Investments in supplier-specific economies of scope with two different services and different supplier characters : two specialists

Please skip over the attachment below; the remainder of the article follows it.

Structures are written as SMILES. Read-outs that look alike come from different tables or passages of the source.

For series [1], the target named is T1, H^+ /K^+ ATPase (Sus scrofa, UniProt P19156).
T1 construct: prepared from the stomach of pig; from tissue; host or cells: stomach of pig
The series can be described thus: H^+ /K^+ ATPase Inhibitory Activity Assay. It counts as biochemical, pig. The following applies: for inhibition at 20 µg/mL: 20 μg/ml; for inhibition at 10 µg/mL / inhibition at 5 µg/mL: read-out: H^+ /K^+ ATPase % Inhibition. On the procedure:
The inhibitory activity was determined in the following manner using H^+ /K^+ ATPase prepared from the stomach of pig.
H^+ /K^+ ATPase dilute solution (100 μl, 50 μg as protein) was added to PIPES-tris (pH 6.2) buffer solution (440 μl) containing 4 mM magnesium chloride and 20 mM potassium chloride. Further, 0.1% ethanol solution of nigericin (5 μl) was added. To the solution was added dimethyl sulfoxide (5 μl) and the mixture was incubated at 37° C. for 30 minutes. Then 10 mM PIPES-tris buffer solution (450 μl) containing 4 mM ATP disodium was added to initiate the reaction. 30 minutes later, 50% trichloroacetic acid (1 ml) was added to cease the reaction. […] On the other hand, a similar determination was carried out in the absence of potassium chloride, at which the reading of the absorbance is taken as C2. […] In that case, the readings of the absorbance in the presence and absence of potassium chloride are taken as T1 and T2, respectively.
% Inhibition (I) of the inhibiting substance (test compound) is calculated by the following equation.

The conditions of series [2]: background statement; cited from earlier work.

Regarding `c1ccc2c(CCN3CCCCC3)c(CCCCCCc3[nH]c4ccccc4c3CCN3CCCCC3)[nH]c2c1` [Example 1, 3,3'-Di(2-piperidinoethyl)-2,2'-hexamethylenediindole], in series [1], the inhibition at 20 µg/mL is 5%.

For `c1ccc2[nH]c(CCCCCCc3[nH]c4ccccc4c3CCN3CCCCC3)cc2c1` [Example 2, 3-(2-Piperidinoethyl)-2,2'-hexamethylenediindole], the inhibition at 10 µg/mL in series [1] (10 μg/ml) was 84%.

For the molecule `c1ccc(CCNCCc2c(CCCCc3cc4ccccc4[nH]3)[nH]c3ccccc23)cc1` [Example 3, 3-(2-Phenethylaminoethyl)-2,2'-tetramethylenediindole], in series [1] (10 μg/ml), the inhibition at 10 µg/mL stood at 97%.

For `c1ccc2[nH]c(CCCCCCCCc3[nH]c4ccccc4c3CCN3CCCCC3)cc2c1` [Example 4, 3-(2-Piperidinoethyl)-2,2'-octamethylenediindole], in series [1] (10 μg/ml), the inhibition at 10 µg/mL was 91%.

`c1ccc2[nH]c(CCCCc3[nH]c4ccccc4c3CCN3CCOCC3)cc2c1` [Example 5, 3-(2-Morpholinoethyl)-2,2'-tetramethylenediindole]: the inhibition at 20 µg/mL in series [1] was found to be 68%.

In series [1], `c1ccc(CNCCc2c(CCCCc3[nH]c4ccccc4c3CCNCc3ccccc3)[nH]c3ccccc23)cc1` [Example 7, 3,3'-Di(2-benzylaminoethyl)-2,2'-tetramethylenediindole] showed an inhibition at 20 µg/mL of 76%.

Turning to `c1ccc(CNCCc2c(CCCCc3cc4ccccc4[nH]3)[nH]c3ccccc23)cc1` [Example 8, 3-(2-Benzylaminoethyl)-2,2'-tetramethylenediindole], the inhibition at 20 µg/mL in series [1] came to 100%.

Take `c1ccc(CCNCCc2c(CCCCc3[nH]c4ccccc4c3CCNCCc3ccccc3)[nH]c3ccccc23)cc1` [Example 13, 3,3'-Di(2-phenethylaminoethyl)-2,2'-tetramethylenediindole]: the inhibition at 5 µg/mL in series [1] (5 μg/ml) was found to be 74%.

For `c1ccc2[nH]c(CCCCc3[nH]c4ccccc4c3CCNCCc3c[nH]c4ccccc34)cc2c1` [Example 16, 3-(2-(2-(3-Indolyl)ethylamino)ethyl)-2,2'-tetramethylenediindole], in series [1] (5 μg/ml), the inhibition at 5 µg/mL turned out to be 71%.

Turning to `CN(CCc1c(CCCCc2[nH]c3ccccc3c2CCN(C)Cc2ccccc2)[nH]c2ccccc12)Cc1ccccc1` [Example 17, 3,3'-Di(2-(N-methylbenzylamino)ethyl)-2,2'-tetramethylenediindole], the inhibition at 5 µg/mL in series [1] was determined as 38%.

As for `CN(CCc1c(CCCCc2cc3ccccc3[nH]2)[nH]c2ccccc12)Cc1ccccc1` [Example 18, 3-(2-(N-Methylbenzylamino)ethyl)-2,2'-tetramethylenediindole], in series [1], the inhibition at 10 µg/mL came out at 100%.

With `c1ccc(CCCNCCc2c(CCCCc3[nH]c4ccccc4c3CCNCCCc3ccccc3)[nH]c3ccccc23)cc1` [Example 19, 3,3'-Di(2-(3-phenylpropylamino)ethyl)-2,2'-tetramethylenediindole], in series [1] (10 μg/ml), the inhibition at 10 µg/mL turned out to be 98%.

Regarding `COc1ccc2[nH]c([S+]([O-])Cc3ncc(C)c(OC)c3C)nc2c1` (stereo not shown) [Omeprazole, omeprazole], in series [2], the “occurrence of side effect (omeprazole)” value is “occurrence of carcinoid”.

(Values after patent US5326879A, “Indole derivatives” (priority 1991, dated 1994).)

Firms have to choose their market positions. Suppliers can offer a wide range of services as generalists or they act as specialists by offering a small range of services. In this paper based on Chatain/Zemsky (2007) and Chatain (2011) we analyse how supplier-specific economies of scope generated by investments can compensate the loss occurring by a non-optimal organisational structure (resource configuration) of production. These considerations are modelled by a non-cooperative game with one buyer and two suppliers. We show how the buyer can gain from supplier-specific economies of scope. In this case, the buyer will never split the orders to both suppliers. But, if the investment costs of the suppliers are very high and/or the gains of the buyer are rather low, the pure strategy combination “no investments” for the two suppliers will become the unique Nash equilibrium, whereby the buyer places the two orders each to the supplier who is the specialist for it. Additional Nash solutions are dependent on the specific economies of scope. If the buyer has to place two different services he should order one supplier, if the tasks have similar characteristics and the investment costs of a supplier result in higher specific economies of scope relevant to the choice of the buyer.
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